Gray Tree Frogs

This tiny gray tree frog’s green camouflage helps hide it in nature. (All of the tree frogs for this post were photographed by my sister in her garden.)

Like tiny amphibious chameleons, gray tree frogs (Hyla versicolor) change color to match their surroundings. Sometimes bark-like gray or brown, at times a leafy green, and at others a mottled combination of color that mimics lichens or rocks, these tiny frogs elude predators through camouflage. Sometimes they even display a shade of creamy white or tan. No matter what color they exhibit, all gray tree frogs have bright yellow or orange marks under their thighs.

Why are they “tree” frogs rather than just frogs? All species known as tree frogs (or treefrogs) have large toe pads that enable them to climb trees, sides of buildings, and other structures. Climbing trees is all about catching the wide variety of food available there on warm summer nights: small insects and their larvae, spiders, mites, aphids, snails and even smaller frogs. At night gray tree frogs also climb sides of houses to perch on windows and capture small moths and other insects attracted to light. Because gray tree frogs are nocturnal, I often hear rather than see them unless they perch on the windows. What preys on them? Small mammals such as skunks, raccoons and opossums. Snakes, birds and larger frogs also eat them.

Artificial lights attract gray tree frogs in search of insects. This little one climbed the side of the house.

Gray tree frogs typically inhabit woodland edges and gardens near water. We’ve seen them at our cabin in rural Minnesota, and my sister, who lives in a Twin Cities suburb, has regulars that hang out in her garden. They pop up in damp places — the cat’s water dish, inside her garden watering can, under flower pots, on the patio furniture and in her small fountain. Adults are typically found higher up in trees or shrubs, while younger tree frogs are more terrestrial.

This tree frog’s golden color blends well with the potted plant.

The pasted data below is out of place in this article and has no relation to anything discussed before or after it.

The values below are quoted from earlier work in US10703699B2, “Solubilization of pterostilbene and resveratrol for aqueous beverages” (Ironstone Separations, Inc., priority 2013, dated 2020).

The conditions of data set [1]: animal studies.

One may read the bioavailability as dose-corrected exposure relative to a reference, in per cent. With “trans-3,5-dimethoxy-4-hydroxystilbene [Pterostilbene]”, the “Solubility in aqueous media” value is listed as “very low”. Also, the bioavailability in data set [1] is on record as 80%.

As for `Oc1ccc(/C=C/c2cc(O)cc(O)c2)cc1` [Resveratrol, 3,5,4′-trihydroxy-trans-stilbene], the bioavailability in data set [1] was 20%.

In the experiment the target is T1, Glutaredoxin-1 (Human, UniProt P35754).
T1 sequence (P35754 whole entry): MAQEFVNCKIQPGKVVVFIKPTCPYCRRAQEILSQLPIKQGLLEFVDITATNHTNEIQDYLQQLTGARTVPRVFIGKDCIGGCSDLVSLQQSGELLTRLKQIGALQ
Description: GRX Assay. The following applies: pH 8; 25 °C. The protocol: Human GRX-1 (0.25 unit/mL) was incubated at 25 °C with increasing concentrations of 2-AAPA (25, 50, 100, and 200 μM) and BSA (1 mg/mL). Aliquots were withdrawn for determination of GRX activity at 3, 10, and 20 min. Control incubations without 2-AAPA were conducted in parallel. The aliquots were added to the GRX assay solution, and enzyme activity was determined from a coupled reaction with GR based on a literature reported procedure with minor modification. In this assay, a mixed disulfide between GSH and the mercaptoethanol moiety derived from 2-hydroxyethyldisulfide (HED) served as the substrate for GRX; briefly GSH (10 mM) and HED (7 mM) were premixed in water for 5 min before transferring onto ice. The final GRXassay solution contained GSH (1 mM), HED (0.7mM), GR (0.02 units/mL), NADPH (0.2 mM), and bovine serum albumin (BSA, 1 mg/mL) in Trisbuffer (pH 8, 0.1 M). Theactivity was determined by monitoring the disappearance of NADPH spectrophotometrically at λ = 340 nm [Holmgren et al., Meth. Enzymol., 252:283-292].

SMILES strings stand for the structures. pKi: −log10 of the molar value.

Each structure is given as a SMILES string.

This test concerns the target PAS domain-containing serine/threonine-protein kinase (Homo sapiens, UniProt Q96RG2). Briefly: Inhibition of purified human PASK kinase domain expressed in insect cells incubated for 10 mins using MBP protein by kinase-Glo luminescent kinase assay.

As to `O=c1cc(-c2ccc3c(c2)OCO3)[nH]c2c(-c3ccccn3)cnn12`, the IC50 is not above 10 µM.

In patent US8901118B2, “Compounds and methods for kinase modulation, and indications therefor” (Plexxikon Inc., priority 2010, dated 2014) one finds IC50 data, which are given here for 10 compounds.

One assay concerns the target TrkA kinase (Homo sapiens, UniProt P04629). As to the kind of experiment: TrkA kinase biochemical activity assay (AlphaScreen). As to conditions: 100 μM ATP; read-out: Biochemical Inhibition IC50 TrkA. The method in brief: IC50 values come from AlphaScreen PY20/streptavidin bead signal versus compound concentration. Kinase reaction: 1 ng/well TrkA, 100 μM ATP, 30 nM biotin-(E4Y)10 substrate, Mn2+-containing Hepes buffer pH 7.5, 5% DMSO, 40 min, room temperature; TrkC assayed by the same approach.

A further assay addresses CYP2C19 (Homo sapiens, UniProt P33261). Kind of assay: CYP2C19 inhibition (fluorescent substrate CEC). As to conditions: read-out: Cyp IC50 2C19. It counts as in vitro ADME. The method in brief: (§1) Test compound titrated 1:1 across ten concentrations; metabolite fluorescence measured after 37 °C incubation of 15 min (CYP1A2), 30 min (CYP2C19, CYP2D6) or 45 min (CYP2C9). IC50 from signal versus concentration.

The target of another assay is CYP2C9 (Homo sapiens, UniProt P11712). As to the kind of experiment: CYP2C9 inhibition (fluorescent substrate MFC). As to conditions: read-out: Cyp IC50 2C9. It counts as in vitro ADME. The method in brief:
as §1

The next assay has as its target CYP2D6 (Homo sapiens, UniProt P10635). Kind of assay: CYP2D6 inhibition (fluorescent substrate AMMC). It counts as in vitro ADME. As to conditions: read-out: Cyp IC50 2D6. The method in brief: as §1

Gray and charcoal hues help camouflage a tree frog on this weathered deck.

Unlike most frogs, the gray tree frog sounds more like a bird as it trills its one-note call. They breed from April to July and call most frequently during May and June, though it can be as early as April and as late as September. Females lay their eggs near a shallow pond or pool of water. Hatching and development takes about 7-8 weeks. They reach adulthood in two years and the average life span ranges from 5 to 7 years. Adult size is generally 1-to-2 inches (3-to-5 cm) in length.

Tree frogs hibernate on land, usually buried under leaf litter, fallen logs and other materials. Their bodies produce glycerol, which is converted to glucose. Large amounts of glucose in the frog’s vital organs acts as an antifreeze. Ice crystals will form in the body cavity and under the skin, but the lungs and heart are protected from freezing, and stop functioning until spring. Warm weather will thaw the frog and it will revive and continue its life. Gray tree frogs live in eastern North America from New Brunswick to Manitoba, south to northern Florida and west to central Texas.

Young gray tree frogs are often bright green.

Further Reading

Gray Tree Frog – Minnesota DNR

Gray Tree Frog – New Hampshire PBS

Gray Tree Frog – NatureWatch

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